The Privacy Act 1993 (the Act) governs the way private information is handled in New Zealand and the Codes of Practice provide guidelines as to how confidential information should be managed. As an employer, the way you manage the information of your employees is important and there are legal guidelines to be followed. Breaches of the Act carry severe penalties and can break the trust between you and your employees permanently.
The Privacy Act covers 12 principles to ensure only necessary information is shared on behalf of an individual. The principles cover seven key areas:
• personal information being collected
• the storage and security of personal information
• handling requests around personal information, such as access and how to correct statement
• accuracy of personal information
• retention of personal data
• how personal information is used and whether it is disclosed
• the use of unique identifiers
Simply going through this list can help you identify some common areas where you may run into issues of privacy. Some examples can include who has access to payroll, sensitive employment data like date of birth, where this type of information is stored and how it is managed, or previous employment history which may be sensitive.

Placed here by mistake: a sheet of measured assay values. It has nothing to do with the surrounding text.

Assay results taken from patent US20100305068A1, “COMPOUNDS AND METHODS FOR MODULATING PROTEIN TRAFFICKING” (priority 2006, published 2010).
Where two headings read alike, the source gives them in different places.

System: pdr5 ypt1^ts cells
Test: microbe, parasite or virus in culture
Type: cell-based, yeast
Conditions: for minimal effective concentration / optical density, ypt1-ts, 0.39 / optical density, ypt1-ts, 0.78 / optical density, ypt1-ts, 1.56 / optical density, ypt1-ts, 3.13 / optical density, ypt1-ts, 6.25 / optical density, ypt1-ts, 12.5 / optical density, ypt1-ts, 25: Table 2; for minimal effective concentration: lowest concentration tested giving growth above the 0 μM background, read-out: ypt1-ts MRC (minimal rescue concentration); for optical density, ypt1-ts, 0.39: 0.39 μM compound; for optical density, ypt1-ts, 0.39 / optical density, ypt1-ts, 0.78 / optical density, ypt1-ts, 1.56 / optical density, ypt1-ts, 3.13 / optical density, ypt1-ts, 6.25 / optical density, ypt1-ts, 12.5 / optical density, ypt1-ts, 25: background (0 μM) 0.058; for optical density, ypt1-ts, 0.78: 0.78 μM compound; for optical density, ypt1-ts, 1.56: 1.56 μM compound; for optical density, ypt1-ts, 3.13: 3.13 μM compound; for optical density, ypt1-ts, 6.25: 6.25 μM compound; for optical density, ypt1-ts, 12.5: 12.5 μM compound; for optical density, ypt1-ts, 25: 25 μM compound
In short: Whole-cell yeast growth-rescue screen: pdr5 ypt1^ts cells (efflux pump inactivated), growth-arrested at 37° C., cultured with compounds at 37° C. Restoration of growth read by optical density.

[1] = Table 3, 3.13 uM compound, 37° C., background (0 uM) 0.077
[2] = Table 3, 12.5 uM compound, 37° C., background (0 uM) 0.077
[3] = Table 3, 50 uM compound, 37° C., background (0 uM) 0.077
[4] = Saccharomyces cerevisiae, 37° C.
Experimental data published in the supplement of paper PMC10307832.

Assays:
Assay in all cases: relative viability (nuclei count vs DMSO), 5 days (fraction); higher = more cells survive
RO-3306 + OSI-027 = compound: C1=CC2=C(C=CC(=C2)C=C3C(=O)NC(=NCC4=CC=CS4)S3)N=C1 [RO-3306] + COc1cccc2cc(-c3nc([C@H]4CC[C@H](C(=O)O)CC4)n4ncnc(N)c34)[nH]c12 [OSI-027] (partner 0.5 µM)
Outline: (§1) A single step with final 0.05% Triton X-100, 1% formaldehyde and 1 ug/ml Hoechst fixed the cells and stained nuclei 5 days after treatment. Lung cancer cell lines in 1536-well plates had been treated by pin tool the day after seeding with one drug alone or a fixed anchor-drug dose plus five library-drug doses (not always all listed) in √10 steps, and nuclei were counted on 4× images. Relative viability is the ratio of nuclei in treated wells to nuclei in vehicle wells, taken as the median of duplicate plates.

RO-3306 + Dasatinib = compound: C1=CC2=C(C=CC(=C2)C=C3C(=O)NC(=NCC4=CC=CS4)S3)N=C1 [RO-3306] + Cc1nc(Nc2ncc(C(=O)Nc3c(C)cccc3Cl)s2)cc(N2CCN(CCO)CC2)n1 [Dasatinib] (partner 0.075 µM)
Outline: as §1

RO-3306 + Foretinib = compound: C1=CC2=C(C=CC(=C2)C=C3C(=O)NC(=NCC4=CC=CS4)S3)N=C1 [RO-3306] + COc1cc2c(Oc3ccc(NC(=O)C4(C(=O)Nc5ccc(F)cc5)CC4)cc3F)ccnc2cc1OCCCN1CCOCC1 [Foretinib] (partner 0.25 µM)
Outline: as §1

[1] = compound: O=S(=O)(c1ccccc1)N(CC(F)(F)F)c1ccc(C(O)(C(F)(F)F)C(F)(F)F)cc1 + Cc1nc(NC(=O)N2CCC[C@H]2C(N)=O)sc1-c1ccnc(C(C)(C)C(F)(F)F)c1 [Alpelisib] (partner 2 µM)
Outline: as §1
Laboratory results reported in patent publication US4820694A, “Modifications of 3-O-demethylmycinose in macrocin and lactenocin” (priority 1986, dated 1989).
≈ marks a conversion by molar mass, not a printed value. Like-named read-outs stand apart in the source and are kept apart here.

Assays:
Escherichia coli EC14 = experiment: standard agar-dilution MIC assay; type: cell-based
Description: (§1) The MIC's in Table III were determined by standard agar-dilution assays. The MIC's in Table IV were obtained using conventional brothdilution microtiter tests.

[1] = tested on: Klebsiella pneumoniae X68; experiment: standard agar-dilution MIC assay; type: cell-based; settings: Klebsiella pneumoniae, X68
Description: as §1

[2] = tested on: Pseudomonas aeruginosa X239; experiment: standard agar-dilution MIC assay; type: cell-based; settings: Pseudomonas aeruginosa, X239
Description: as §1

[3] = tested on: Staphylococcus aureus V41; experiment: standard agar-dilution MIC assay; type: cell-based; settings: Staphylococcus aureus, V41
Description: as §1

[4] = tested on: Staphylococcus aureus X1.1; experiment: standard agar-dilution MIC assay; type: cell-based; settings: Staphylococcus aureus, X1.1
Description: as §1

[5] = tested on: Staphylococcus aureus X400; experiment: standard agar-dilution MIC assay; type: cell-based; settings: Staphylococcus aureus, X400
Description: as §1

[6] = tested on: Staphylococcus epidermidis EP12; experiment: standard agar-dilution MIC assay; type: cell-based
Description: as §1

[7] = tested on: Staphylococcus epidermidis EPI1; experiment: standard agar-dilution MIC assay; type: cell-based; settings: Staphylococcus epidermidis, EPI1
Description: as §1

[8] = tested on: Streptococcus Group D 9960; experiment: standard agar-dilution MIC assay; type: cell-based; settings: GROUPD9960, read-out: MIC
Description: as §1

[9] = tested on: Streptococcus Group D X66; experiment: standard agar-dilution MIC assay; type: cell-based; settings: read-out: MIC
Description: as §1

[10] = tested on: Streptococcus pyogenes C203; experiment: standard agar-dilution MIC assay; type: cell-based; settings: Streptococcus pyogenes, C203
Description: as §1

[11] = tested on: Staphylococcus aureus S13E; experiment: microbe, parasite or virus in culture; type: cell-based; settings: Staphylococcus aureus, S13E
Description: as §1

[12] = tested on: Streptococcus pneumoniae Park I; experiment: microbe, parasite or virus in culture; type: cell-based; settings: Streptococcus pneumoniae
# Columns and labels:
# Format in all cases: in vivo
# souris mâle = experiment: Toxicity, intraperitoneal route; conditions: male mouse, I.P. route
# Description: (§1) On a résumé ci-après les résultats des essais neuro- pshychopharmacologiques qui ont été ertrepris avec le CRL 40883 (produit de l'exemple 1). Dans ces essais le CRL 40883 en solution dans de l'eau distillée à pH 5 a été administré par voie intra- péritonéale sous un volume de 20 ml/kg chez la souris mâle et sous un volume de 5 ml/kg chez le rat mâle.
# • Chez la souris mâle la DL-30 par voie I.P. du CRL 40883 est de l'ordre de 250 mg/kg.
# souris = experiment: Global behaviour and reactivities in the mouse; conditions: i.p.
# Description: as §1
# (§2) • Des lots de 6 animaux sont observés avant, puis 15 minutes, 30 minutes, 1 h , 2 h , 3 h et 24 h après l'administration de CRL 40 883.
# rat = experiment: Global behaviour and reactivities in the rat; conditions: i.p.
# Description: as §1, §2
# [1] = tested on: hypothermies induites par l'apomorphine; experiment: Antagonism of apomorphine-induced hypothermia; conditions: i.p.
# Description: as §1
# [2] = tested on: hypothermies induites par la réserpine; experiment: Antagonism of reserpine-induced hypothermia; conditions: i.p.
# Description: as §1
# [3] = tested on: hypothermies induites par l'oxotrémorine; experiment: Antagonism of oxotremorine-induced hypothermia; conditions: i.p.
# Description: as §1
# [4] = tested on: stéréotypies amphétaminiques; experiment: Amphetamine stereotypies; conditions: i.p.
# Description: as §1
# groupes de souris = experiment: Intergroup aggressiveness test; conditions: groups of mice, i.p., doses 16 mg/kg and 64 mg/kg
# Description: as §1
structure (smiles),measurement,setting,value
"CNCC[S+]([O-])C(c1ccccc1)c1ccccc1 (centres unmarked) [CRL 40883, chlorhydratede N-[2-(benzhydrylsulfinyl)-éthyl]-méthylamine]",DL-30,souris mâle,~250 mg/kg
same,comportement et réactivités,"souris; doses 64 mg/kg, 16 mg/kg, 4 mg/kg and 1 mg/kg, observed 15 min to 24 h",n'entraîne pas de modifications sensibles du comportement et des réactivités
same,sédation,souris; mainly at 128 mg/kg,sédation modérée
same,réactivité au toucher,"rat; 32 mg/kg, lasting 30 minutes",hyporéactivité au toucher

The administration of the Privacy Act 1993 falls to the Privacy Commissioner and requires a number of key tasks to be overseen. For employers, the key responsibility that may bring the Commissioner into your workplace is the investigation of complaints on privacy breaches. Thinking of the examples above, if an employee becomes aware that their data has been shared or is being managed poorly you may expect a visit or a phone call from the Privacy Commissioner.
Privacy policies in your workplace can limit the involvement of the Commissioner in your workplace, and can also help employees feel more confident in your management. For help with policies to improve privacy in your workplace call Employsure on 0800 675 700.